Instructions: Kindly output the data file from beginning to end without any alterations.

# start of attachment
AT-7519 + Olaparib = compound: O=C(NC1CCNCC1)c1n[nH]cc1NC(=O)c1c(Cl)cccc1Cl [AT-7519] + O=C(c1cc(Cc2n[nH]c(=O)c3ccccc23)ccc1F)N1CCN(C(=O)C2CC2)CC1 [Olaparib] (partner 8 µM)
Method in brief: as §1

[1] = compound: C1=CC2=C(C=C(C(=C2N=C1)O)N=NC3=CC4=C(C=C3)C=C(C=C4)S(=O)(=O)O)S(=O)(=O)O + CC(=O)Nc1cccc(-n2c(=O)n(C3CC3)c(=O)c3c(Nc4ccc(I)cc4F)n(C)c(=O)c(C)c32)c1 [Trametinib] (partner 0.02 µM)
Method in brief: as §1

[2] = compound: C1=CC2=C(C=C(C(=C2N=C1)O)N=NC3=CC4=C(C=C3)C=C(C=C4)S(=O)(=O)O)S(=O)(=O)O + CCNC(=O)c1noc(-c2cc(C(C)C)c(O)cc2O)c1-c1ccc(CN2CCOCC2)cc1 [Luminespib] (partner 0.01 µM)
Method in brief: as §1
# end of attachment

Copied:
AT-7519 + Olaparib = compound: O=C(NC1CCNCC1)c1n[nH]cc1NC(=O)c1c(Cl)cccc1Cl [AT-7519] + O=C(c1cc(Cc2n[nH]c(=O)c3ccccc23)ccc1F)N1CCN(C(=O)C2CC2)CC1 [Olaparib] (partner 8 µM)
Method in brief: as §1

[1] = compound: C1=CC2=C(C=C(C(=C2N=C1)O)N=NC3=CC4=C(C=C3)C=C(C=C4)S(=O)(=O)O)S(=O)(=O)O + CC(=O)Nc1cccc(-n2c(=O)n(C3CC3)c(=O)c3c(Nc4ccc(I)cc4F)n(C)c(=O)c(C)c32)c1 [Trametinib] (partner 0.02 µM)
Method in brief: as §1

[2] = compound: C1=CC2=C(C=C(C(=C2N=C1)O)N=NC3=CC4=C(C=C3)C=C(C=C4)S(=O)(=O)O)S(=O)(=O)O + CCNC(=O)c1noc(-c2cc(C(C)C)c(O)cc2O)c1-c1ccc(CN2CCOCC2)cc1 [Luminespib] (partner 0.01 µM)
Method in brief: as §1